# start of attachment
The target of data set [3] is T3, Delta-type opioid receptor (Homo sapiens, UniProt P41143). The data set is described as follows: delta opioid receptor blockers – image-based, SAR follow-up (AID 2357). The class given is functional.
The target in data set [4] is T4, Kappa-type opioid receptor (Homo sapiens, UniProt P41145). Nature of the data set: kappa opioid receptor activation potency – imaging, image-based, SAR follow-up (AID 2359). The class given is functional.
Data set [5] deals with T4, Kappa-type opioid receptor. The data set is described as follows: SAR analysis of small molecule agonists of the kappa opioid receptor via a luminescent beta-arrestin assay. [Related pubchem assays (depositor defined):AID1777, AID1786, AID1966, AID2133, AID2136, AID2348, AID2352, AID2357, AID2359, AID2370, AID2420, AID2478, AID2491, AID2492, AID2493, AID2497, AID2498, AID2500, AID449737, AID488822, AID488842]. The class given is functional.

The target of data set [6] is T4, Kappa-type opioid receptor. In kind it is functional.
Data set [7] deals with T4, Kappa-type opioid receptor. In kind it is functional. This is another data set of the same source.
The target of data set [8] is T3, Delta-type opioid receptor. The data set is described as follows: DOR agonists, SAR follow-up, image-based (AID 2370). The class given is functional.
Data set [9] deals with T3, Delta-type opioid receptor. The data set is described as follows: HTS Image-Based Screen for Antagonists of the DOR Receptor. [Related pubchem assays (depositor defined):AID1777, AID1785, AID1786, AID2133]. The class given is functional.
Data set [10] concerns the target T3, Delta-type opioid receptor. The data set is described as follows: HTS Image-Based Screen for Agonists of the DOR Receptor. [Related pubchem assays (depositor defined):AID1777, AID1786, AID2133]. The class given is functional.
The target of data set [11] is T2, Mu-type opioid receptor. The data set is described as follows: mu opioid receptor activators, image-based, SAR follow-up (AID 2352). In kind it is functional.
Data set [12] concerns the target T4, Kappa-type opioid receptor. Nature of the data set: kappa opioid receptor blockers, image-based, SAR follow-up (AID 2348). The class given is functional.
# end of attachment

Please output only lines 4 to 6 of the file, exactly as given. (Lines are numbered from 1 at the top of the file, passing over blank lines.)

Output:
The target of data set [6] is T4, Kappa-type opioid receptor. In kind it is functional.
Data set [7] deals with T4, Kappa-type opioid receptor. In kind it is functional. This is another data set of the same source.
The target of data set [8] is T3, Delta-type opioid receptor. The data set is described as follows: DOR agonists, SAR follow-up, image-based (AID 2370). The class given is functional.